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September 08, 1988 - Image 63

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The Michigan Daily, 1988-09-08

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The Michigan Daily - Thursday, September 8, 1988-- Page 7

ANN ARBOR ISSUES

Changes:
What's
happening
to our city?

ROBIN LOZNAK/Daly

Bentley Historical Library

Main Street, 1870 Main Street, 1988

GOP
BY PETER MOONEY
Ann Arbor is widely viewed as a
bastion of liberalism in the Mid-
west.
Because of this reputation, a Re-
publican victory in last April's Ann
Arbor City Council elections sur-
prised many followers of local poli-
tics. After three years of Democratic
hegemony in city council, the new
GOP councilmembers say they plan
not to change city government radi-
cally, but to redirect its priorities
instead.
The Republican councilmembers
received most of their support from
homeowners, while Democrats were
more successful among renters, said
city Democratic Party chair Mary
Reilly. She cited a tremendous turn-

dominates Aity Council

out among those homeowners who
opposed a rent control initiative on
the city ballot as the main reason the
Democrats lost.
GIVEN THE homeowner sup-
port base of city Republicans, some
fear the new council will be less re-
ceptive to tenant issues. The Demo-
cratic-led council rewrote the city
housing code, which sets mainte-
nance and safety standards for rental
units. Landlords, with backing from
council Republicans, protested these
changes were unnecessarily rigid and
costly to implement.
Local advocates for the area's
low-income population expect the
present council to be less supportive
than the Democrats of efforts to ex-
pand the amount of low-income

housing in the city.
Republicans opposed a council
resolution last year to support the
construction of a dormitory style,
single-room occupancy housing
project on Liberty Street because
neighborhood homeowners com-
plained, fearing an increase in crime.
Councilmember Tom Richardson
(R-5th Ward) said the Liberty Street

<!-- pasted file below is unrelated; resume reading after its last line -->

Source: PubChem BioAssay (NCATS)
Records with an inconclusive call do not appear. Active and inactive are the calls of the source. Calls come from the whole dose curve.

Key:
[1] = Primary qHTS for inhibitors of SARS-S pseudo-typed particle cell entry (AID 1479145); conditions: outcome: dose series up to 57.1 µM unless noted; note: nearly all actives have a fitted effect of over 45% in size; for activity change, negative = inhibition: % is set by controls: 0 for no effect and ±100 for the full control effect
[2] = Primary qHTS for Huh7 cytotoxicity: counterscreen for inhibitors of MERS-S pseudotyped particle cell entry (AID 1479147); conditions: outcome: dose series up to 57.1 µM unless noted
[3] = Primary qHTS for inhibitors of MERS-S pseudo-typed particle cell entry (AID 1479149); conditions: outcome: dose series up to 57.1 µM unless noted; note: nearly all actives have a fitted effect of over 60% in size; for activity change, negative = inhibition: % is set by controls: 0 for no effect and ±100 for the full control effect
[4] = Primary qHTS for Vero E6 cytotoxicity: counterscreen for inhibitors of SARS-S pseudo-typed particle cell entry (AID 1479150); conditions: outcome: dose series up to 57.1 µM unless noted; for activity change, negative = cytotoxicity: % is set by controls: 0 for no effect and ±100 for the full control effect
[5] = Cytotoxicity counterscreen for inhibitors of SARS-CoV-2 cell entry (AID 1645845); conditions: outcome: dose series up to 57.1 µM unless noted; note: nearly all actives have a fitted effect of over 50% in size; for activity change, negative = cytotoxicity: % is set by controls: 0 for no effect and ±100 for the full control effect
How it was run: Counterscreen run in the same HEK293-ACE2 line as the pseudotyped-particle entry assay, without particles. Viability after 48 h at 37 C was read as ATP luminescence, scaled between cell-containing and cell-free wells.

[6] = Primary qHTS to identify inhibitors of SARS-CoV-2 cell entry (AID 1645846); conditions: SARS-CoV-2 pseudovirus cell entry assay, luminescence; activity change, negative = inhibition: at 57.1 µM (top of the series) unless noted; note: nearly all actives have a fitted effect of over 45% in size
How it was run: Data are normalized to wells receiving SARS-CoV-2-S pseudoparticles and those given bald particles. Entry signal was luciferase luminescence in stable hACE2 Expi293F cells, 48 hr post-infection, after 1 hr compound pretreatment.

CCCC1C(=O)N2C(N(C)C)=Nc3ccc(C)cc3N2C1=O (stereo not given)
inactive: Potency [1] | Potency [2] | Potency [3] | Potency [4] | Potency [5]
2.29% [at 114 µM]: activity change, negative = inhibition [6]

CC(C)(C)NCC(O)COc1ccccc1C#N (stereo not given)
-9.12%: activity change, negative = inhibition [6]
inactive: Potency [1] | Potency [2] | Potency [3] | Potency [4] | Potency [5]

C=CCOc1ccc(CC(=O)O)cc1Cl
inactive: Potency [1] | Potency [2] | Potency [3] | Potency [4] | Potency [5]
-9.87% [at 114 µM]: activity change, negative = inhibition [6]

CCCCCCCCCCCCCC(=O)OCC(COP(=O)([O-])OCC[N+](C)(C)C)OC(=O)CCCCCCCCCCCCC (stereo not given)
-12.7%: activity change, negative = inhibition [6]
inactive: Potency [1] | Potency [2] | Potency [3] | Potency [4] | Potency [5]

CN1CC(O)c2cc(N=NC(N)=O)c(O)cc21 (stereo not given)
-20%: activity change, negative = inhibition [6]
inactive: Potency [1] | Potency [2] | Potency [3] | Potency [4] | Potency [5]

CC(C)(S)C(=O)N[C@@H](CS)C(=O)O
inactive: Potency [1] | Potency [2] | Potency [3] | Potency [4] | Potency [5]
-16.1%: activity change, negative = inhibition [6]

project's proponents were not "real-
istic" about the risks to local res-
idents.
INSTEAD, the new council has
favored expanding the existing
YMCA building. Though she has
not opposed the "Y" project, Kathy
Edgren (D-5th Ward) has said the
Liberty Street project would have
provided more housing at a lower

cost.
Democratic and Republican
councilmembers also differ in their
attitudes toward the Ann Arbor po-
lice.
During last summer's Ann Arbor
Street Art Fair, citizens accused sev-
eral police officers of behaving in a
violent and brutal manner while
breaking up 1,000 students and Ann
Arbor residents partying on Church
Street.
Councilmember Terry Martin (R-
2nd Ward) has defended the behavior
of police, noting that none of the
accusations made against them has
been verified. Councilmember Jeff
Epton (D-3rd Ward) and former
Democratic Councilmember Dave
DeVarti said police hit members of

the crowd with clubs and flashlights.
LAST YEAR, Epton drafted a
proposal that the council create a
citizen's review board to allow out-
side investigation of complaints
against the police. DeVarti and other
Democrats said they would support
such a policy, but Epton never pro-
posed it to the council because he
feared Republican Mayor Gerald
Jernigan - who consistently defends
the Ann Arbor Police Department -
would veto it.
Rather than criticize the police
department, Martin said the Re-
publican council intends to ensure
the police establish a more visible
neighborhood presence to discourage
crack dealing.
The Republican councilmembers
promise to be less critical of the po-
lice than the Democrats whose criti-
cisms of the police, Republicans
say, distract the department from
Ann Arbor's problems with violent
and drug-related crime.
Ouimet was critical of a Demo-
crat-supported ordinance passed last
fall requiring the police issue
monthly reports detailing all reported
crimes in Ann Arbor and all com-
plaints against the police depart-
ment. The time needed to prepare the
reports "takes police officers off their
beats," Ouimet said.
DEVARTI, who lost his seat to
Ouimet in April, responded that the
council "worked with the police de-

partment to formulate a set-up that
would best allow them to respond to
issues such as crime."
Jernigan made the creation of a
police cadet program one of his first
priorities for the new council. Cadets
are not sworn officers and cannot
make arrests, but would be able to
patrol various areas of the city and
relieve officers of clerical chores.
The Republicans are already
working to address the concerns of
one of their biggest support bases,
local merchants. Downtown shop-
keepers have long complained about
skateboarders bothering customers.
They also say fliers plastered over
telephone poles make downtown
unattractive. In May, the council
voted to ban both postering and
skateboarding downtown.
COMPARATIVELY, the
Democratic-led council's top priority
for downtown was affordable hous-
ing. Councilmember Kathy Edgren
(D-5th Ward) said the Republican-
controlled city council may let
affordable housing slip as a priority.
"The Republicans are working for
the merchants downtown. There is
not as much interest or commitment
to making sure people have afford-
able housing," she said.
On the issue of downtown devel-
opment, the Republicans will share
the Democrats' concerns - prevent:
ing development that will alter the
character of the city.

T1 n - . .w' TT.1 1 T T' T\TTW flT T'

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